HAL LUH / Ka-226: News and Discussions

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India's Light Utility Helicopter granted initial operational clearance | Jane's 360
India's Light Utility Helicopter granted initial operational clearance

Rahul Bedi, New Delhi - Jane's Defence Weekly
07 February 2020
India’s state-owned Hindustan Aeronautics Limited (HAL) has been granted initial operational clearance (IOC) for its Light Utility Helicopter (LUH), meaning that the company will now begin series-production of the single-engined platform.

Military officials told Jane’s that the Centre for Military Airworthiness and Certification (CEMILAC) in Bangalore granted the IOC for the indigenously developed LUH following rigorous testing.

HAL said in a 7 February statement that three LUH prototypes had “cumulatively completed” over 550 test flights in diverse climatic conditions, including cold, hot, and humid weather, but did not provide a timeline.

The company stated that the LUH’s “endurance and reliability” were further established after the platform flew for 7,000 km over 17 days from Bangalore to undertake “hot weather and high-altitude trials [in western and northern India] without any abnormalities”.
 
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In 18 Months, HAL’s Sharp Light Utility Helicopter Will Be Ready

By Shiv Aroor
Feb 16 2020, 2:30 pm
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In 18 months, India’s most crucial helicopter program will be complete. HAL’s Light Utility Helicopter (LUH) has entered a vital phase of trials that will now see it speed towards service readiness by September next year. HAL’s rotorcraft test team is hunkering down to ensure that the tough deadline doesn’t slip even a little. Amidst a slew of other helicopter development programs, the LUH is seen even within HAL as crucial owing to the sheer scope of deployment of helicopters of this type in the Indian armed forces. If all goes on laid down timelines, HAL hopes to see MoD paperwork begin on an initial order of 187 LUHs by mid-2021, ahead of the FOC milestone.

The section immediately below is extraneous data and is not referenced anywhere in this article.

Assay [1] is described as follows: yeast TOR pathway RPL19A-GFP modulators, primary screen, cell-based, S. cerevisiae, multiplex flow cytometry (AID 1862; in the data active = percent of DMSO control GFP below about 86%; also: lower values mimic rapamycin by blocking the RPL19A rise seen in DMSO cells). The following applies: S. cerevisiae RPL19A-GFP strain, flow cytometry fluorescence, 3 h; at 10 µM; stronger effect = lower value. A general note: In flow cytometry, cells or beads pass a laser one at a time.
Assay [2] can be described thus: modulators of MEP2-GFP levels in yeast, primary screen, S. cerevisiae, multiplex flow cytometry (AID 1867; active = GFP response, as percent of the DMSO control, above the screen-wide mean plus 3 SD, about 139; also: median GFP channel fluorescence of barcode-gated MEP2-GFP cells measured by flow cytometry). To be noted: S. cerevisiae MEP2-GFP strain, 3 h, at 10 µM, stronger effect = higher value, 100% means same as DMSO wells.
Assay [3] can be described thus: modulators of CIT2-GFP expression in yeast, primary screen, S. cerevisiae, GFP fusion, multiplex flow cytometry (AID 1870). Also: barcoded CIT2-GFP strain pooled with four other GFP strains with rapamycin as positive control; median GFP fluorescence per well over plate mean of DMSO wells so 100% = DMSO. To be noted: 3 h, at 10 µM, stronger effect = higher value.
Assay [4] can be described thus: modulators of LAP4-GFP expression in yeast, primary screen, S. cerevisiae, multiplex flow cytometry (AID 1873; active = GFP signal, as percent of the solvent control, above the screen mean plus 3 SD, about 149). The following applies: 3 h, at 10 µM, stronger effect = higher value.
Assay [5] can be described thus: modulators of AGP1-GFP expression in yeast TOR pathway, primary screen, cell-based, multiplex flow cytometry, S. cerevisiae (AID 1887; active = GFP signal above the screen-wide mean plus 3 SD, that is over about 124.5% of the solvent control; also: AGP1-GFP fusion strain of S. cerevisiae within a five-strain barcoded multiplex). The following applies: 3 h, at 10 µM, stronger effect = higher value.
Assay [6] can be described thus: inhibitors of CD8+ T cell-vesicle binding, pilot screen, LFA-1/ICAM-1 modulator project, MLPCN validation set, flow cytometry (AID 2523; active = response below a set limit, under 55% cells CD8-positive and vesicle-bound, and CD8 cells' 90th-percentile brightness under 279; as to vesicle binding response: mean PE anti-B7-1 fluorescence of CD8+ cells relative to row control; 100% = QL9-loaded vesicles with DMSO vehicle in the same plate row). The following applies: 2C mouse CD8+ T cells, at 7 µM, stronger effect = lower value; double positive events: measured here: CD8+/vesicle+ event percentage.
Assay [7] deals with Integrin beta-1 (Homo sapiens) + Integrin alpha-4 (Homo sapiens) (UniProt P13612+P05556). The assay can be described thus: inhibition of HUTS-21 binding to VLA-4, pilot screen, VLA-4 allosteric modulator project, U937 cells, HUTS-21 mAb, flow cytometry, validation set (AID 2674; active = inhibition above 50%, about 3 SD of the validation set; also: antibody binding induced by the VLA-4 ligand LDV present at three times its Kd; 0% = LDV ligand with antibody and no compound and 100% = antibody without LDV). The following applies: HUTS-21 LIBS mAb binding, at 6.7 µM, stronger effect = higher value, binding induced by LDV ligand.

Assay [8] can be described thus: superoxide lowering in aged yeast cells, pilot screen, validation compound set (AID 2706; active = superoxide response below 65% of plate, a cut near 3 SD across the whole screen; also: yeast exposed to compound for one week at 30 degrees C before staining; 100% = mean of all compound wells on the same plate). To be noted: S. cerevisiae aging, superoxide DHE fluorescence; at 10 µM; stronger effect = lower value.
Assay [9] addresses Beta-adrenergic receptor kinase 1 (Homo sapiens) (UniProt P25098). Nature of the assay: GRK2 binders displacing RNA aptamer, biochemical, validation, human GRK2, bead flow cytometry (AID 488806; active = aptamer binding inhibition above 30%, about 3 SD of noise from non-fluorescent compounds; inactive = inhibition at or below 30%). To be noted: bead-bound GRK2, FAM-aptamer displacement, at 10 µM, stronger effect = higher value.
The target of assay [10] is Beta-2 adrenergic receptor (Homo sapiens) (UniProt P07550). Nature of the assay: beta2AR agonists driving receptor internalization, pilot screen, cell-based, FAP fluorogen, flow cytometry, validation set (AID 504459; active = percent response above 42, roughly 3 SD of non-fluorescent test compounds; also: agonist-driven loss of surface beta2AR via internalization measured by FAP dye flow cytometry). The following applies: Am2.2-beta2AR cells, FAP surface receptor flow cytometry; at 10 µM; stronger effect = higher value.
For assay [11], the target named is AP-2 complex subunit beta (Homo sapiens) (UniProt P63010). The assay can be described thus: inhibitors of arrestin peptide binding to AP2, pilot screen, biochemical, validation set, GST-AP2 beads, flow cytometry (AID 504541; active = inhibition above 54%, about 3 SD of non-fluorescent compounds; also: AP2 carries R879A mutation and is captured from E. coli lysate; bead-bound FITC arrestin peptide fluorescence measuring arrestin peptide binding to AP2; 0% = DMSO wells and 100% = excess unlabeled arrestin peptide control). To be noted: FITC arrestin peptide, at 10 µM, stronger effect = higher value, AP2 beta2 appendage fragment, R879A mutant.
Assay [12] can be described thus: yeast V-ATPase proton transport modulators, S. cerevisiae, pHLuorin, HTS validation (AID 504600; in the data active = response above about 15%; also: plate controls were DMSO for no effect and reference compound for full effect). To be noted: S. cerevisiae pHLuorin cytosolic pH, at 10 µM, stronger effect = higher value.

An internally funded HAL program, the LUH made its first flight in September 2016, and achieved initial operational clearance earlier this month. To achieve IOC, three airframes of the LUH have demonstrated the following test points: performance and handling qualities over various terrain — sea level, hot weather, hot and high, cold weather — in all specified all-up weights of 2, 4 and 3.12 tonnes. The last few tests before IOC were among the most delicate and important — height-velocity tests and engine cutoff trials that would see the helicopter tested during emergency failures near ground. Further refinements of these tests will take place this year. Livefist has accessed the first videos of this crucial set of tests:


In September last year, the LUH demonstrated one of its key performance requirements — the ability to operate at very high altitudes with meaningful loads. Livefist has reported on those high-altitude tests at Ladakh’s Daulat Beg Oldie in detail.